Through rich and colourful symbolism, Bony Ramírez uses art to reflect on his Caribbean culture
The artist, now based in New Jersey, refers to his aesthetic as “pre-colonisation Caribbean luxury”. Here, we discuss his thought-provoking practice.
- Ayla Angelos
- 27 July 2020
Bony Ramírez finds working in a single medium restrictive. Rather, the Dominican Republic-born and New Jersey-based artist prefers to use a whole host of mediums. This includes 2D mixed-media paintings, polymer clay and resin sculptures, all the while using clay, acrylics and oil pastels to reflect on social and political topics – themes spurred on by his Caribbean upbringing.
Born in Tenares, Bony moved to the US with his family at the age of 13. “I grew up in the countryside of DR, so the streets are not even paved – they’re just rocks, dirt and lots of trees,” he tells It’s Nice That, pointing out how he had a great childhood no less, and how he was shy and reserved yet “always had a crazy imagination”. Although art was not so much pushed in the nation’s education curriculum, Bony always found a way to channel his great interest in drawing and colouring books. “When we moved to the US, I was able to learn new techniques and be better at it, specifically during high school,” he adds, explaining how despite graduating with a 4.0 GPA with multiple honours, he still wasn’t able to attend college for both financial and personal reasons. “Initially it really affected me mentally, thinking: ‘How am I going to get into the art world with no higher education or connections?’ So my path to success was really blurred. How was I supposed to grow as an artist and have teachers recommend me for different exhibitions and positions? It seemed really impossible, so I was stuck in that negative mentality for about two whole years.”
Fortunately, Bony was able to break free of this mindset and began taking action to follow his dreams. As such, he commenced work on his practice, which later transpired into the development of a more polished and original style. “This unique style later caught the attention of different galleries and curators,” he says, “and it has taken me to places I thought I'd never reach as a self-taught artist.”
Describing his aesthetic as “pre-colonisation Caribbean luxury”, Bony is tremendously inspired by people and his culture. It’s the rich, colourful symbolism and cultural narratives that he pulls from Caribbean culture in order to consciously share with the world: “Our unique customs and traditions are a great source of inspiration,” he says, recalling how his nature-filled childhood in the Dominican Republic was an effortless part of his journey as an artist. “The trees, the beaches, the animals are all an important part of my creative feed,” whereby the Renaissance period and interior design play a welcomed and juxtaposing part of his practice.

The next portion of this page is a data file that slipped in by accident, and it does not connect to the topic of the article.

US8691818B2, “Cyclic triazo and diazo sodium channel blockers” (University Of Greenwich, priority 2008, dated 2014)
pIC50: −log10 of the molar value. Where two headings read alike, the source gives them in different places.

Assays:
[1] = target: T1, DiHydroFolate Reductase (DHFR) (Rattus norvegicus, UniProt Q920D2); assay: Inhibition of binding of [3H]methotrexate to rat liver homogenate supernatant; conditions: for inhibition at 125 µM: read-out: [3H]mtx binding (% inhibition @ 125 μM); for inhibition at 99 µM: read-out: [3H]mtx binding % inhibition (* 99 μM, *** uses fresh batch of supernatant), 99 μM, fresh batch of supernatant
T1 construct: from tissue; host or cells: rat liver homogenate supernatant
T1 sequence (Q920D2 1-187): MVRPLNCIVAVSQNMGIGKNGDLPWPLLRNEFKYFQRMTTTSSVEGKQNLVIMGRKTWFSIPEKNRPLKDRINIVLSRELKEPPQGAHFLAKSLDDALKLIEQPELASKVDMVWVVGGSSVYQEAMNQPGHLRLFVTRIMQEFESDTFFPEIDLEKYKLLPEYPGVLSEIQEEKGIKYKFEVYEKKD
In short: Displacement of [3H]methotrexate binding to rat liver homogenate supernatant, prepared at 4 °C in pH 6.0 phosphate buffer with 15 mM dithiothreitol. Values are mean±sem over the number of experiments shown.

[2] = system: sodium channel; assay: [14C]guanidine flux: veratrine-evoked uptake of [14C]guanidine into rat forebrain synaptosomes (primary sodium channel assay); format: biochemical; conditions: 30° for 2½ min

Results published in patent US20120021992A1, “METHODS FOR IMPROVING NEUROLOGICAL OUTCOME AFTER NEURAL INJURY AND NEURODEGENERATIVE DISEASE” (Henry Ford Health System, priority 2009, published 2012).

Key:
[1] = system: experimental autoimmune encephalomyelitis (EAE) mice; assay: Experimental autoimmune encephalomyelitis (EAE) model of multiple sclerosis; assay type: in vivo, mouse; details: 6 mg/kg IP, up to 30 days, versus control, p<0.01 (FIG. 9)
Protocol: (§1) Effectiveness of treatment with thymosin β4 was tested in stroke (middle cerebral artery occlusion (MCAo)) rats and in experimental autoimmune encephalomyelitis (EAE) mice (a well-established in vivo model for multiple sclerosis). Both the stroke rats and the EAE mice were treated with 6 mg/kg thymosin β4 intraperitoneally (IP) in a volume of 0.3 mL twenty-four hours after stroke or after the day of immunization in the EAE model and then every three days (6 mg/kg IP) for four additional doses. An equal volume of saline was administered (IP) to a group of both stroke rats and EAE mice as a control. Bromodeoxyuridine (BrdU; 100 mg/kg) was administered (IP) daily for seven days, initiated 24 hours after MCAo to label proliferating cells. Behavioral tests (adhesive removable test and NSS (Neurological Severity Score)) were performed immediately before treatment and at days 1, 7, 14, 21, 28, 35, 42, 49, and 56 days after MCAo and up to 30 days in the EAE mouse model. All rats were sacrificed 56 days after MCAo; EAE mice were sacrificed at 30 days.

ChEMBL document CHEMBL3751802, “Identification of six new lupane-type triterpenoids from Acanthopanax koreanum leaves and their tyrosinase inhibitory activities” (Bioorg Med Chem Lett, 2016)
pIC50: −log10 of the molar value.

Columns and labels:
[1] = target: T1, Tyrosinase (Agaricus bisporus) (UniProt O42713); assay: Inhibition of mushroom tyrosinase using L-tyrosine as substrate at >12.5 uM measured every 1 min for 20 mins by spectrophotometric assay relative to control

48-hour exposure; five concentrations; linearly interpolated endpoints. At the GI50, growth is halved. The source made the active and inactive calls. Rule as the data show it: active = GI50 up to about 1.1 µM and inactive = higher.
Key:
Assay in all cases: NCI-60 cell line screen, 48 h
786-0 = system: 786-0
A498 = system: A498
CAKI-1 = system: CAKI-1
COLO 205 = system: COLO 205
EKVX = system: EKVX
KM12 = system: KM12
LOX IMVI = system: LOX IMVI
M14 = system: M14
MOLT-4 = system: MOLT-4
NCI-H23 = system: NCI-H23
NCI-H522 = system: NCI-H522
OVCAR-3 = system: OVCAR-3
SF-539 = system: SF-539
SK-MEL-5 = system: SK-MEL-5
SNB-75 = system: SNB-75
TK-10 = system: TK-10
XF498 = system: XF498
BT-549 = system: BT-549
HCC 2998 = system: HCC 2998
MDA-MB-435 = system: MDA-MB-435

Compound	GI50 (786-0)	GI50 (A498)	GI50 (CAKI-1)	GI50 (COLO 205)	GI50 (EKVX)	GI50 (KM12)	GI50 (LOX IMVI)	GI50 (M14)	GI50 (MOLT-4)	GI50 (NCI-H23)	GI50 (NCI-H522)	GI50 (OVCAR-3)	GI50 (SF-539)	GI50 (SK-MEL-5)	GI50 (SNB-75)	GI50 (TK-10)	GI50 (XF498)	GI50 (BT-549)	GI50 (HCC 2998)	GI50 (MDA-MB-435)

Now spending approximately nine hours a day in the studio, the artist juggles multiple projects at once – making sure there’s a healthy mix of both paintings and sculptures. The more the merrier, as Bony’s works are immensely layered and take various steps to complete, so he will start work on something new while a piece is drying or setting. Most recently, he finished up a few pieces for a group show at Thierry Goldberg Gallery on the Lower East Side of New York. “I experimented a lot with these pieces, so I love how they turned out,” he says. One image specifically, titled I Miss The Ocean, plays up to this experimental practice; Bony collaged hobby knife blades on to the panel, and paired it with a “strong solid blue” background that he adores. Other pieces include The Coconut The Tide Left and The Storm, in which Bony has formed a patterned texture with oil pastel, “that came out really good on both pieces,” he adds. “It’s definitely something I will be playing with in the future.”
All of the aforementioned pieces play important components to his exploration and depiction of Caribbean culture, “and all have different motifs that are unique to the Caribbean too! Whether it’s in the fauna depicted in the pieces or the objects in them, I really think I succeeded in representing my people and my culture in this show.” A medley of culture, history and symbolism, Bony’s work is a thought-provoking pool of aesthetically and cleverly thought out art. Not to mention his exuberantly positioned characters, that inadvertently evoke questions into the narrative behind his works. “I always try to make my figures interesting enough so they’re just more than a pretty image. Even if it’s a negative reaction, as long as it made you look, I know that I did my job.”
“On the other hand, I really like sharing my culture with the world through my work," he continues. "I feel like Caribbean culture is so rich and wonderful, and it’s sometimes overlooked because the Caribbean itself is very small, but our people and our cultures are very complex and full of colour.” Concluding on the matter, Bony leaves us with his final and impactful thought: “I really want to represent for my people and give Caribbean art the place it deserves in the contemporary art world.”
Bony Ramírez: No Toques Mis Guantes (2020) Salomé
About the Author
Ayla is a London-based freelance writer, editor and consultant specialising in art, photography, design and culture. After joining It’s Nice That in 2017 as editorial assistant, she became online editor in 2022 and continues to work with us on a freelance basis. She has written for i-D, Dazed, AnOther, WePresent, Port, Elephant and more, and she is also the managing editor of design magazine Anima.